Loss is painful, be it our nearest and dearest, or just a person we have come to know and love. There is loss in recovery. Sometimes our fellow members have reached a point in the disease of alcoholism where too much damage to the body has been done. I can think of several members who have been laid to rest, despite recovery. I hear about it and think “I am grateful to God for every day I have in sobriety.” One thing the Program teaches me is that grief is a feeling, and feelings come and go. I do not have to blot out my grief with drugs and alcohol. I can turn to others in the Program, others who will listen, others who will share their own grief – and how they “lived” through it. I came to the Program in a state of grief, I was making the decision to lay my alcoholism to rest. Walking through the doors of A.A. brought me all the comfort I needed at that time. Grief, when shared, lessens it. Joy, when shared, increases it.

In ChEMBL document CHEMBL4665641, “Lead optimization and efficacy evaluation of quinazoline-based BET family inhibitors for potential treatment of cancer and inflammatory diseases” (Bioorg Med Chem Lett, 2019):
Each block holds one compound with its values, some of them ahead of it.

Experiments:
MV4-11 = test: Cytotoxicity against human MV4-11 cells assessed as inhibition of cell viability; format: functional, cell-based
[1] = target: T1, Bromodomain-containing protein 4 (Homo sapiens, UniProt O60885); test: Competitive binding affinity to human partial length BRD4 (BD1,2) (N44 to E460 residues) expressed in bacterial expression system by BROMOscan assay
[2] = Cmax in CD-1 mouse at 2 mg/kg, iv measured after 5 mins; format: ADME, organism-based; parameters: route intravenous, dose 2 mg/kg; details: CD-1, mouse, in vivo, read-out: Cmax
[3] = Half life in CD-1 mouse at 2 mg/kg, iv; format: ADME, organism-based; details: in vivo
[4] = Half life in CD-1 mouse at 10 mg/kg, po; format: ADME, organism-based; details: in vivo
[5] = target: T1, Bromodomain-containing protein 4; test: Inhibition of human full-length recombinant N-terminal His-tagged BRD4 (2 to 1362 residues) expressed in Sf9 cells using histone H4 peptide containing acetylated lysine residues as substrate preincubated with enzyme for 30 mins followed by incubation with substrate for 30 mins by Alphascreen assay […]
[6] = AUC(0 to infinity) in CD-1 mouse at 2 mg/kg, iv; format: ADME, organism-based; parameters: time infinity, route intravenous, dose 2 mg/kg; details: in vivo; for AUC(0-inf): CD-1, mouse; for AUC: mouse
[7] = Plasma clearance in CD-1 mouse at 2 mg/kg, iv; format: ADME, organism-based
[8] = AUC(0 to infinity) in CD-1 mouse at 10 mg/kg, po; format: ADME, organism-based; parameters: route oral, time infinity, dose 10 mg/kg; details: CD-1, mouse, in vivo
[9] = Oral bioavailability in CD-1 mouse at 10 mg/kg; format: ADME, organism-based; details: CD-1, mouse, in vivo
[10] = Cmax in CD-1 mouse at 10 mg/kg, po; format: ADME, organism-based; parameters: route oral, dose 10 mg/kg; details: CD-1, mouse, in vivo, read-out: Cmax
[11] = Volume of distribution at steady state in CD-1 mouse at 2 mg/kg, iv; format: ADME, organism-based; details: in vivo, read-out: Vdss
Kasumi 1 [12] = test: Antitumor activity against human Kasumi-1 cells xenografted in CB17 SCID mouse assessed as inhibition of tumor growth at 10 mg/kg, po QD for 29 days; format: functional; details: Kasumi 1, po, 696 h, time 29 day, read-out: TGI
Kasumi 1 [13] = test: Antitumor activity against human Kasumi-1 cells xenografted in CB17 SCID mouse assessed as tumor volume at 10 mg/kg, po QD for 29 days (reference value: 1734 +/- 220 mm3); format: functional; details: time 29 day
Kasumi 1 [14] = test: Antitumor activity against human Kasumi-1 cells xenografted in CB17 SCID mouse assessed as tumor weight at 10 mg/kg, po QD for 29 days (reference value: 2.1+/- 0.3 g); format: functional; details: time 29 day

Turning to God and the program of Alcoholics Anonymous was exactly what I needed when I first sought recovery. I found comfort in the rooms, I found hope at the tables, and I found that I was no longer alone with my grief – others had suffered loss, as well. The disease of alcoholism is a deadly disease, and while recovery will help us heal emotionally, the damage to our bodies cannot be undone. I am grateful to be upright and moving, in spite of my age and health. I believe God has more work for me in this lifetime, and I believe He will carry me through the tough times of loss and grief.